Deaths from CORONAVIRUS in the UK have reached more than 20,700 after 413 people lost their lives due to the disease – the lowest daily increase this month.
Positive cases also increased to 152,840 from 148,377 as Britain prepares to enter the fifth week of draconian foreclosure measures.
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The government confirmed today that there have been a total of 20,732 hospital deaths from illness in the UK.
Today’s jump of 413 is the smallest daily increase in deaths this month after 439 people lost their lives on April 6.
But there is usually a delay in reporting the numbers over the weekend, so the number could increase again next week.
In England today, 336 more people have died, bringing the total number of hospital deaths to 18,420.
NHS England has confirmed that the latest victims were between 28 and 100 years old, 22 of whom had no underlying health conditions.
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In Wales today, another 14 people have died, bringing the total number of deaths to 788.
Scotland has suffered 18 additional coronavirus deaths – with a total of 1,249.
No figures have yet been reported for Northern Ireland.
Among the latest deaths, a nurse fought for life alongside Boris Johnson at St Thomas’s Hospital in London.
Father Larni Zuniga, 53, who worked at CHD Living nursing home in Surrey Hills, died of the disease on Friday.
Neighborhood manager Andy Costa, 58, who has dedicated 26 years of his life to the NHS, also died on Friday after contracting a coronavirus.
The number of NHS workers killed by Covid-19 reached 104, an increase of 61 in a week.
Coronavirus deaths yesterday exceeded the government’s most favorable scenario, claiming up to 20,000 lives after the deaths of 813 people.
The dark step was made in March as a reference so that Great Britain “is doing very well” in the pandemic.
Britain is now the fifth country to die 20,000 deaths in Covid-19 hospital – behind the United States, Italy, Spain and France.
BATTLE OF LOCKDOWN
The expert who pushed Boris Johnson to pull the lock trigger has now said that 100,000 people could die from the disease in the UK if the measures were lifted too soon.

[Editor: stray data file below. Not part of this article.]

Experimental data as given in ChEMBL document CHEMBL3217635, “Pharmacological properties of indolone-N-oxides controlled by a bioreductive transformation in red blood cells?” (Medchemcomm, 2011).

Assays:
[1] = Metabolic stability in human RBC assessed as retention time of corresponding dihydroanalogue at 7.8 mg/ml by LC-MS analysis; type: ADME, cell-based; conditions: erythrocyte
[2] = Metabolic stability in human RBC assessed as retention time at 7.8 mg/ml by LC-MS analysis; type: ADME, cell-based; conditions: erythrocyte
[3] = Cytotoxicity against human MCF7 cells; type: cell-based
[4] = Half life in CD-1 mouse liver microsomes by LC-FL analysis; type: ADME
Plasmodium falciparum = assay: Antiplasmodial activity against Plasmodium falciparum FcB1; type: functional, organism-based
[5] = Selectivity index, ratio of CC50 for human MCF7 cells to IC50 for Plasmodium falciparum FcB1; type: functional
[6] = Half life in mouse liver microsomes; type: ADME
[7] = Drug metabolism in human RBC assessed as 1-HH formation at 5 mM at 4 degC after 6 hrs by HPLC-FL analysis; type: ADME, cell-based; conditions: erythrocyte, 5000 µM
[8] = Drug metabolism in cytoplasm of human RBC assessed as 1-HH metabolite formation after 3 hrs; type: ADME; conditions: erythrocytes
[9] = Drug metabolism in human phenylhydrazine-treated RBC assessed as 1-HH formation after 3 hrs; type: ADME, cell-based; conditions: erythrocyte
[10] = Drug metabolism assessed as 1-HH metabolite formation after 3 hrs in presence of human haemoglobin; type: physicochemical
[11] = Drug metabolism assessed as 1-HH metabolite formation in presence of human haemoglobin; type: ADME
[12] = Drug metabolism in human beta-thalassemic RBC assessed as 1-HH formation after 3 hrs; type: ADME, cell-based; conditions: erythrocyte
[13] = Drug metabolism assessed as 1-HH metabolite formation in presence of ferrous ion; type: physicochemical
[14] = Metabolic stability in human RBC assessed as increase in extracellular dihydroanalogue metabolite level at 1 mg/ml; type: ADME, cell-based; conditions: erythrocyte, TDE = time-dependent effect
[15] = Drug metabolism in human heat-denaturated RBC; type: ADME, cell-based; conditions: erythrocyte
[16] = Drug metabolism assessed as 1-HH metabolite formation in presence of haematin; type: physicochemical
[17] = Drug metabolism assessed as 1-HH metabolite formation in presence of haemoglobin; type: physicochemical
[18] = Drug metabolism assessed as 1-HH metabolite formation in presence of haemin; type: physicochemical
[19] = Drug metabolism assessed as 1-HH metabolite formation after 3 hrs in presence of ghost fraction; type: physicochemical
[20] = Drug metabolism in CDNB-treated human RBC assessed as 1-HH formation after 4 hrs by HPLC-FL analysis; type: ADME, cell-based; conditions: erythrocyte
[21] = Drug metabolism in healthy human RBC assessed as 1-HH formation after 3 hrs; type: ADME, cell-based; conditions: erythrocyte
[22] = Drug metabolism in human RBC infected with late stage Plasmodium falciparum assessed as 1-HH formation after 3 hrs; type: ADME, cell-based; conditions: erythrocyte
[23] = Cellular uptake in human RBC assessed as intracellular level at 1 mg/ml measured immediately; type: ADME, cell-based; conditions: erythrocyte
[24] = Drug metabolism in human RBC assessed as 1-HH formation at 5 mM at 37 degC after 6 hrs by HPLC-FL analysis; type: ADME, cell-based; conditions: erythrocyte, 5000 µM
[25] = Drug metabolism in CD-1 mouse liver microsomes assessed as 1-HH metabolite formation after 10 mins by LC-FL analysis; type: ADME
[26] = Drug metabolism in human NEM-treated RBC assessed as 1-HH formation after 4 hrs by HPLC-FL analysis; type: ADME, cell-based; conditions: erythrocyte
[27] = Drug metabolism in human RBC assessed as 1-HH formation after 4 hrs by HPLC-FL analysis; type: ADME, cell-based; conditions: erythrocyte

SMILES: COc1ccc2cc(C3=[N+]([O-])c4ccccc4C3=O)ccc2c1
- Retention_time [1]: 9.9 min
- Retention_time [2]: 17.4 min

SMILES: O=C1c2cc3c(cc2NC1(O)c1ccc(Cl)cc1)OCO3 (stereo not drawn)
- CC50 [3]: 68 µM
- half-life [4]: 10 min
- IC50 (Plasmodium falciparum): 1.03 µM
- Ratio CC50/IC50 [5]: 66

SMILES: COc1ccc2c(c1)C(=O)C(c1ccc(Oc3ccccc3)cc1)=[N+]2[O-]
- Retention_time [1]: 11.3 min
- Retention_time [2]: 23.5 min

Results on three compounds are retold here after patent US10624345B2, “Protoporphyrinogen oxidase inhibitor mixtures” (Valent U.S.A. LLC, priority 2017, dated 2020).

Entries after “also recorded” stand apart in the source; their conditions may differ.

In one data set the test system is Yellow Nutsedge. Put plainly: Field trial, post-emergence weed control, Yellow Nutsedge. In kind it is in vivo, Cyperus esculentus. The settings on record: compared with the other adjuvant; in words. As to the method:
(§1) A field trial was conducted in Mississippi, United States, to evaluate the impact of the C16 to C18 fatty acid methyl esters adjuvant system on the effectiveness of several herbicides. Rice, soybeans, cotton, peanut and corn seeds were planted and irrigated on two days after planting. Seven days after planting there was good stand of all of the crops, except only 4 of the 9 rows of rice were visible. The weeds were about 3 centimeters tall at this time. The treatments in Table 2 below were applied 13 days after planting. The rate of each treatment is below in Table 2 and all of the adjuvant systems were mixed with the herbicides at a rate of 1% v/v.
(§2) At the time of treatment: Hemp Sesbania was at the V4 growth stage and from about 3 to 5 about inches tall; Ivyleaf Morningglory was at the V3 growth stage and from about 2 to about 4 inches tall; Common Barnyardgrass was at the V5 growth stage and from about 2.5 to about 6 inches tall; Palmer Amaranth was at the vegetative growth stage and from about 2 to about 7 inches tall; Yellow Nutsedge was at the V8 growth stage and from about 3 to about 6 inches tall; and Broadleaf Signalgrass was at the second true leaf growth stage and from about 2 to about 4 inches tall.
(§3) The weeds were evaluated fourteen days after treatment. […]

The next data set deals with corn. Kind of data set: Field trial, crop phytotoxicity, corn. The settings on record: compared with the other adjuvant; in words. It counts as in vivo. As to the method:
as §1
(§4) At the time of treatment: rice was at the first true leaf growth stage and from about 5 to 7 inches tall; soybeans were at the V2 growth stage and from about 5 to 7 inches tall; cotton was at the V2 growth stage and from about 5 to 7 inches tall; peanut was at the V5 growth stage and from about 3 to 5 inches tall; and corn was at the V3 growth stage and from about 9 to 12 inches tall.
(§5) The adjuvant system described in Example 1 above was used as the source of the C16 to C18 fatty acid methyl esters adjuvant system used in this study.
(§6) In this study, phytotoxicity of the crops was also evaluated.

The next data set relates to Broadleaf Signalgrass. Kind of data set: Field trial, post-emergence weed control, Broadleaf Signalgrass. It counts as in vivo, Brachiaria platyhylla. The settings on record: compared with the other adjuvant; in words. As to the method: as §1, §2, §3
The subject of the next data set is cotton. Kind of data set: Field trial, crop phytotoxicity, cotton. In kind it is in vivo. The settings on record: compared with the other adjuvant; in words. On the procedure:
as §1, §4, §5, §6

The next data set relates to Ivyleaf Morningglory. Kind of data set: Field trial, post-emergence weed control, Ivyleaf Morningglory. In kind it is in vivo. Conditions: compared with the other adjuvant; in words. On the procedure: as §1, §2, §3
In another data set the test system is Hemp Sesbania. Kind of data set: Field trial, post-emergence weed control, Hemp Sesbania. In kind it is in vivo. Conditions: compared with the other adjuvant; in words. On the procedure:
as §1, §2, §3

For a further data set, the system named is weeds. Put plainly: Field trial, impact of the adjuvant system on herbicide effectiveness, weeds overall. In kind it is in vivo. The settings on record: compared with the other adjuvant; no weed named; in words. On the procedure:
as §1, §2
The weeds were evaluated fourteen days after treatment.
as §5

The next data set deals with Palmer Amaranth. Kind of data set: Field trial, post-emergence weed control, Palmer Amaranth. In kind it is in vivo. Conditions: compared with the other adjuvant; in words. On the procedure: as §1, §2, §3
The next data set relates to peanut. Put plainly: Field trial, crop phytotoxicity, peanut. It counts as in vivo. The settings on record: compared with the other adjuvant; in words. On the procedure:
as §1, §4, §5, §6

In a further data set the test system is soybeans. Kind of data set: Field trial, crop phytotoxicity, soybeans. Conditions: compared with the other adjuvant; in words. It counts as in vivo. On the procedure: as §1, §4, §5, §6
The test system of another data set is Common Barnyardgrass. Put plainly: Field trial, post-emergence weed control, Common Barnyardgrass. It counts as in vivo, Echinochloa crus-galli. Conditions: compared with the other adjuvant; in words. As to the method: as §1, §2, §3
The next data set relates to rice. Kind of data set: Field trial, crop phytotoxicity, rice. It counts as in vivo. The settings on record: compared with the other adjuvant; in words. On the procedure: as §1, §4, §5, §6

Professor Neil Ferguson warned that it would be impossible to send some people back to work without seeing a huge increase in deaths.
This comes when the government ordered 50 million new “revolutionary” coronavirus immunity tests.
Ministers hope the breakthrough of a team of British scientists will allow people to return to work if they are safe from the virus when the pinprick tests were deployed in June.
If they are immune, the British will be allowed to resume a social life and work as they did before the coronavirus was locked out.
Dominic Raab today rejected further calls for a rapid lifting of the lockdown, as the pandemic is still at a “delicate and dangerous” stage.
The Minister of Foreign Affairs said the government would act “cautiously” to avoid a second deadly wave of the virus.
His comments came after Priti Patel told the British yesterday that it was “imperative” to follow the lock rules.
The Interior Minister warned that “we are not yet out of danger” by thanking people for their “spirit of national unity”.
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Ms. Patel said during briefing No10: “Staying at home for five weeks has changed the way we live and I know how difficult it has been.
“This country’s efforts are working … you have fostered a spirit of national unity that has helped us get through this period.
“But we are not yet out of danger.
“It is imperative that people continue to follow the rules designed to protect their families, friends and loved ones.”
Boris Johnson is expected to return to work tomorrow after spending the past two weeks recovering from a coronavirus.
The Prime Minister said to his staff, “I can’t wait to leave. “
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He will immerse himself in briefings with his team and define his priorities for the coming week.
Cabinet ministers will make individual updates and he will expose them on their department’s battles with the virus.
The global death toll from coronaviruses has now exceeded 200,000 as the number of people infected approaches three million.
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